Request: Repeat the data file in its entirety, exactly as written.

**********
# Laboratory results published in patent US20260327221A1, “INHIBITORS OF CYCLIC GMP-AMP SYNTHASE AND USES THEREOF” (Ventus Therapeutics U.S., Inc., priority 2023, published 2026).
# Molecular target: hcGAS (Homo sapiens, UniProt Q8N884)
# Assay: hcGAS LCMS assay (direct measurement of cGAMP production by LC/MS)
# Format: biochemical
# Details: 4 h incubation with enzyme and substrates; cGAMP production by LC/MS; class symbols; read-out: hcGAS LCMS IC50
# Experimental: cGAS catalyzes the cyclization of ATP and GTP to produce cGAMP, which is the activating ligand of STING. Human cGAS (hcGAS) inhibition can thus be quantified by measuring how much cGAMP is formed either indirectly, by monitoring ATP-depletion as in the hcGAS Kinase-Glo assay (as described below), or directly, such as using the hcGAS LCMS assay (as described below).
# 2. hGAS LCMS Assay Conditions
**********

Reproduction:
# Laboratory results published in patent US20260327221A1, “INHIBITORS OF CYCLIC GMP-AMP SYNTHASE AND USES THEREOF” (Ventus Therapeutics U.S., Inc., priority 2023, published 2026).
# Molecular target: hcGAS (Homo sapiens, UniProt Q8N884)
# Assay: hcGAS LCMS assay (direct measurement of cGAMP production by LC/MS)
# Format: biochemical
# Details: 4 h incubation with enzyme and substrates; cGAMP production by LC/MS; class symbols; read-out: hcGAS LCMS IC50
# Experimental: cGAS catalyzes the cyclization of ATP and GTP to produce cGAMP, which is the activating ligand of STING. Human cGAS (hcGAS) inhibition can thus be quantified by measuring how much cGAMP is formed either indirectly, by monitoring ATP-depletion as in the hcGAS Kinase-Glo assay (as described below), or directly, such as using the hcGAS LCMS assay (as described below).
# 2. hGAS LCMS Assay Conditions